The Nation newspaper says the Thailand Ministry of Science is warning Thai parents they should be careful about buying a ‘Furby’ doll for their children and, if they do, monitoring how long their kids play with them.
Furby, just in case you’re unaware, is a furry electronic doll, which looks a bit like an owl. Over time it changes from speaking ‘Furbish’ to an ability to speak simple English words, leading children to believe the furry toy is learning a new language just like they would.
Weirdly, while the west saw ‘Furby fever’ in the late 1990s, the obsession with Furbies has suddenly emerged in Thailand after the release of the updated Furby 2012 model.
The Thai Ministry of Science is apparently quite concerned about this and is warning parents who might be thinking of buying a Furby for their child that there are some negative aspects to owning one.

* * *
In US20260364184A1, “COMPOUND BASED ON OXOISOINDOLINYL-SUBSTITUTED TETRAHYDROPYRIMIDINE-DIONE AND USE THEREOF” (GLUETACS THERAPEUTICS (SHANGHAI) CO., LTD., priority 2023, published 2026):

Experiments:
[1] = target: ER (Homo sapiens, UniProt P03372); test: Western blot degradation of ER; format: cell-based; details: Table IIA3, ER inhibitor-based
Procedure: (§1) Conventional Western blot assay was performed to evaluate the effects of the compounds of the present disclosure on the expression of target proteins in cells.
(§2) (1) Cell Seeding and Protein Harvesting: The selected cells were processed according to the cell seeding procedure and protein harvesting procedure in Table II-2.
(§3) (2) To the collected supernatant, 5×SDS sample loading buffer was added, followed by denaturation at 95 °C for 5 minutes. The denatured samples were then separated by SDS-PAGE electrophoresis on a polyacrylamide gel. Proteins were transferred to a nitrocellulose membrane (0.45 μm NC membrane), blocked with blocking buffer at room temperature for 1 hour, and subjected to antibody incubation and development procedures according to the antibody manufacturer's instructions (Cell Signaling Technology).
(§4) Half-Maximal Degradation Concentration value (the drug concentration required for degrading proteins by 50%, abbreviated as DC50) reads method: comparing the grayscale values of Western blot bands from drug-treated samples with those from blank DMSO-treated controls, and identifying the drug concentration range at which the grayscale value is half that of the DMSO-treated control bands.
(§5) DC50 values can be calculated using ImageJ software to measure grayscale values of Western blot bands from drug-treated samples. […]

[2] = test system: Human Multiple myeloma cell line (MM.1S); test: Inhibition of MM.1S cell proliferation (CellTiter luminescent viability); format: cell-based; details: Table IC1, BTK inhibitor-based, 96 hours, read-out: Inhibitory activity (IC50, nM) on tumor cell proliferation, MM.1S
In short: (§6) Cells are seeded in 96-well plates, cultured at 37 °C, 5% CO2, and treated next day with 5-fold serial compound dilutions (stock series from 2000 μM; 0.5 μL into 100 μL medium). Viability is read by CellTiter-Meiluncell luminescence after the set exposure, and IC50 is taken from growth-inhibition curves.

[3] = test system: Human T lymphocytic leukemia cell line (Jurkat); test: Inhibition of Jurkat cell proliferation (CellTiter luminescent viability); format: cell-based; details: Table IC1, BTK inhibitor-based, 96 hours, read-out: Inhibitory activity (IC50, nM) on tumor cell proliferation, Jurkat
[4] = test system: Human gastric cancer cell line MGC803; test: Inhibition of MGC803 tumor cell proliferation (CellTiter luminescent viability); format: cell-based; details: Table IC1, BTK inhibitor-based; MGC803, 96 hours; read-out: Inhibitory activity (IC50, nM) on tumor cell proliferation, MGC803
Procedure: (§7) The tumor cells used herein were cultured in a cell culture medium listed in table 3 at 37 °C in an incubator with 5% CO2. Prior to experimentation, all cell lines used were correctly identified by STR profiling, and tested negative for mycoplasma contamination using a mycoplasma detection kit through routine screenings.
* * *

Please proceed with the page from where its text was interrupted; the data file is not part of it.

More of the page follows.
Negative aspects, they say, include the child playing for too many hours with a Furby and not interacting with friends or parents. They also worry about children losing sleep as they play with their Furby late into the night, and stress children should not be allowed to take their Furby to school as it can cause them to not pay attention in class.
All in all, there are at least six negative issues about Thai parents letting their child have a Furby, which you can read more about in The Nation’s Furby warning article.
Personally, as a former teacher, I’d have to say owning a Furby doll is probably no more negative than owning any other toy children enjoy playing with. But Thai parents should be aware of how many hours their child is playing with the toy and, yes, like the Ministry of Science says, don’t allow Furby to be taken to school. That’s just common sense with any toy that may distract a child from learning.